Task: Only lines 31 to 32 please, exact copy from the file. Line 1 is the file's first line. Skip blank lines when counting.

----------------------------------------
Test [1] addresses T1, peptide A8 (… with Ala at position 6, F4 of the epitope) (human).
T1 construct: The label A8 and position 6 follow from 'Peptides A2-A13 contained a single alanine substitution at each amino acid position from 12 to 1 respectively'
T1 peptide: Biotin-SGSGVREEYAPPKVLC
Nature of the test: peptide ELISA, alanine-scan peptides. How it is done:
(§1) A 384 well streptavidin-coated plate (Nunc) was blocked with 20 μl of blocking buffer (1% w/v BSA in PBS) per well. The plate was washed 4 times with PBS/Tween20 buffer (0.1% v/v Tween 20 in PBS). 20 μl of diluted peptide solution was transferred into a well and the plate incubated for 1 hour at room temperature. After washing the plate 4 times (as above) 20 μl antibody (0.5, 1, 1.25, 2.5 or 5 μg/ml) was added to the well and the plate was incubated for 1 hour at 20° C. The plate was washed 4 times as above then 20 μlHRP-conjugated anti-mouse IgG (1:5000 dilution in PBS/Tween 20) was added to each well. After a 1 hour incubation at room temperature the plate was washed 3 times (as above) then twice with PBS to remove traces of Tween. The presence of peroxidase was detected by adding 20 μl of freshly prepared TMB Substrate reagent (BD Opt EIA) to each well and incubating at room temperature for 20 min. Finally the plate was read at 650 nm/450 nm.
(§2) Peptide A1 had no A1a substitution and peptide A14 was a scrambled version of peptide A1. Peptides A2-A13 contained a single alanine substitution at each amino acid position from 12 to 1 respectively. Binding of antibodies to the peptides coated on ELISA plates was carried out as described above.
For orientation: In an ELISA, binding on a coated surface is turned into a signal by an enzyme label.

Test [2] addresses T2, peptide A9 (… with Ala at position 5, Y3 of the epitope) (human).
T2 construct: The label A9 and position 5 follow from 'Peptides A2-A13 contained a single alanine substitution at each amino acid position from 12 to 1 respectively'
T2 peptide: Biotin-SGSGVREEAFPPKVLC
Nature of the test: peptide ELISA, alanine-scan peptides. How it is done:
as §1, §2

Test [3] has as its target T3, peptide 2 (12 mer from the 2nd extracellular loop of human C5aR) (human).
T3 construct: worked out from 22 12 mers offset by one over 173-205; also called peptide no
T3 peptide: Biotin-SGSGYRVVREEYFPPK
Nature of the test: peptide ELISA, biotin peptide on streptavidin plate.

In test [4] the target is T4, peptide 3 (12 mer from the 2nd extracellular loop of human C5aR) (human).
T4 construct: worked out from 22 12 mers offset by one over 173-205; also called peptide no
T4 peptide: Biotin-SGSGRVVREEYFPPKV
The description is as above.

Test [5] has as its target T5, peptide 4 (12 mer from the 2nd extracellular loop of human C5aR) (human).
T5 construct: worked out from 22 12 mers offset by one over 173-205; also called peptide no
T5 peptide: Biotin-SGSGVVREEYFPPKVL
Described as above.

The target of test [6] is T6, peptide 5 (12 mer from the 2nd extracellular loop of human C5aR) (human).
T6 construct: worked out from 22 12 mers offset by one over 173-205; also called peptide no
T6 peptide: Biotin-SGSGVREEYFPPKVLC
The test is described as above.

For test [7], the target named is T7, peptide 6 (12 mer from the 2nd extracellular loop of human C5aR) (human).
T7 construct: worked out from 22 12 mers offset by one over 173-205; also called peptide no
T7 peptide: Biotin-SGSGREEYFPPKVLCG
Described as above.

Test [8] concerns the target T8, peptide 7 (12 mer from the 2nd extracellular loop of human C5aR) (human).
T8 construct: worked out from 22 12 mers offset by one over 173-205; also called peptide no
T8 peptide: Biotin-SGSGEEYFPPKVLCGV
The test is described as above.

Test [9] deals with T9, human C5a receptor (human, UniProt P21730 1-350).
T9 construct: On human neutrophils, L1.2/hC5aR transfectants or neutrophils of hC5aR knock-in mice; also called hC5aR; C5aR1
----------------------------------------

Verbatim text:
T7 peptide: Biotin-SGSGREEYFPPKVLCG
Described as above.